The Business Council opposes this legislation that would put restrictions on a wide range of state economic development initiatives, under the guise of “smart growth.” The bill applies to approvals and funding decisions by thirteen specified state and multistate agencies – including ESDC, UDC, DEC and DOT – and “all other New York authorities.”
However, the exact scope of these new decision-making requirements is unclear, meaning the criteria for approving and assisting new economic development investments will be unclear as well, further impairing new investments and jobs in New York State.
Our concerns include the following:
- It applies new “smart growth” requirements on state approval, financing or other assistance for “public infrastructure projects,” without defining what constitutes “public infrastructure,” and therefore what would be covered and exempted from this review process.
- In order to approve or provide assistance to an “infrastructure project,” these state agencies would have to “attest” that the project meets ten broad sets of criteria “to the extent practicable.” These include criteria to promote projects in undefined “developed areas." Other criteria are not really applicable to project-specific decision making, like promoting public involvement in community planning. As a result, it will be difficult if not impossible for developers – or state officials, for that matter - to know with any amount of certainty or consistency what projects may be approved under this bill.
- This bill could preclude state assistance for major new private sector investment projects if they require any level of “public infrastructure” investment. Often, a project developer will select a previously undeveloped site to avoid issues of site clearance and environmental evaluation and remediation – steps that can add significantly to the cost and time required to complete projects. It is unclear how – or whether – such projects would be approved if they are not located in a “municipal center” or “developed area.”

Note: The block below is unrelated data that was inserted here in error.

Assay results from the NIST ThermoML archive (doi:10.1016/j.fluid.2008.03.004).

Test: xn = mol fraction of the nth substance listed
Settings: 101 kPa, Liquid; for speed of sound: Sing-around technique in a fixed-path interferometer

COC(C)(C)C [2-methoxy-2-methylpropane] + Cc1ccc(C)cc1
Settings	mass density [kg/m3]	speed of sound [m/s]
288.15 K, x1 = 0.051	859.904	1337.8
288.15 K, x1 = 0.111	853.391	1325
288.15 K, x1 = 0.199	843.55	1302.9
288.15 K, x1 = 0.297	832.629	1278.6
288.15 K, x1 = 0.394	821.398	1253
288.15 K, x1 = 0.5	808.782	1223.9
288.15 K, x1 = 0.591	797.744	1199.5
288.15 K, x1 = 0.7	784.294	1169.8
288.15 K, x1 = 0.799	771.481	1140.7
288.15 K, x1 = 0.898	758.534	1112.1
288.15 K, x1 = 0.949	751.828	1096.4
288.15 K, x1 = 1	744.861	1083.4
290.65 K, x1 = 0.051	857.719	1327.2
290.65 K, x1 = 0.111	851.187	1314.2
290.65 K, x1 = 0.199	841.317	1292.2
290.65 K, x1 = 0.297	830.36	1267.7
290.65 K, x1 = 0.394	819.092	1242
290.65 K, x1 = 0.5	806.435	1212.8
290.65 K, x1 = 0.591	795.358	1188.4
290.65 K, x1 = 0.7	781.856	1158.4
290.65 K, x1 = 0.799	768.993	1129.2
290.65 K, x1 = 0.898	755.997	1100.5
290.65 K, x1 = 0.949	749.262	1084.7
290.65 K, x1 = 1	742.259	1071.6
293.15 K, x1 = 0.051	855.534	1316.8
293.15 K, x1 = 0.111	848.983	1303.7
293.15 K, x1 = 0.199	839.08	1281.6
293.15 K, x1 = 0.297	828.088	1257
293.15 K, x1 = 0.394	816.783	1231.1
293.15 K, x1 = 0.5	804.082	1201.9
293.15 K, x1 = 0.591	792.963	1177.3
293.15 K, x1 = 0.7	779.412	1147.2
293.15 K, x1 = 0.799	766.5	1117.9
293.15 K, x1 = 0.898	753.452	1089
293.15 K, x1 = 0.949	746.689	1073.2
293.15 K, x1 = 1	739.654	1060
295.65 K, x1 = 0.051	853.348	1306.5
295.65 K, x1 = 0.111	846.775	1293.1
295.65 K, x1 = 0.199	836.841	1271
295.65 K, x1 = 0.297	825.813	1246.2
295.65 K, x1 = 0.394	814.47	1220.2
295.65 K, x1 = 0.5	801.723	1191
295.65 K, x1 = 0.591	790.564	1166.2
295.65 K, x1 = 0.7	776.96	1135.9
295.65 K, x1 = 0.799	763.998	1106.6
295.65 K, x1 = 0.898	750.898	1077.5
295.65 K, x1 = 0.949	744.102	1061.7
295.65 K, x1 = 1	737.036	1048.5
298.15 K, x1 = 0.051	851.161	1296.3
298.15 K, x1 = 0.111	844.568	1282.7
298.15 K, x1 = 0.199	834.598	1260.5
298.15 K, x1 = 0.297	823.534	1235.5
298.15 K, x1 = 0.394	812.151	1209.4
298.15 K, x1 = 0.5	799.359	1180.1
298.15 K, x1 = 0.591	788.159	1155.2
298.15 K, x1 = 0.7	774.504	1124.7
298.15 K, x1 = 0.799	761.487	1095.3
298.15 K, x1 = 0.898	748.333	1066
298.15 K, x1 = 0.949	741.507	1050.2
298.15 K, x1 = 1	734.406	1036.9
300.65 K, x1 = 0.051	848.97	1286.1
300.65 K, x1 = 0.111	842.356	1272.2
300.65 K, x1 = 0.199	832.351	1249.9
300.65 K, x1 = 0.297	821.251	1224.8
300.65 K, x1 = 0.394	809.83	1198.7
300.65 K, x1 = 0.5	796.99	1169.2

- In many instances, projects proposed in “municipal centers” and “developed areas” are strongly opposed by local residents based on concerns about disproportional impacts – on traffic, on air emissions, on remaining open space, and other factors. It is unclear how these smart growth criteria that will push new projects into already developed area will interact with competing disproportional impact concerns.
While The Business Council appreciates the development and application of “smart growth” principles, state policy needs to achieve a balance of economic development and environmental objectives. Moreover, it needs to assure that statutory and regulatory requirements are clear and consistent. We believe this legislation fails to achieve these fundamental policy objectives. For these reasons, we do not support approval of S.5560-B (Oppenheimer)/A.8011-A (Hoyt).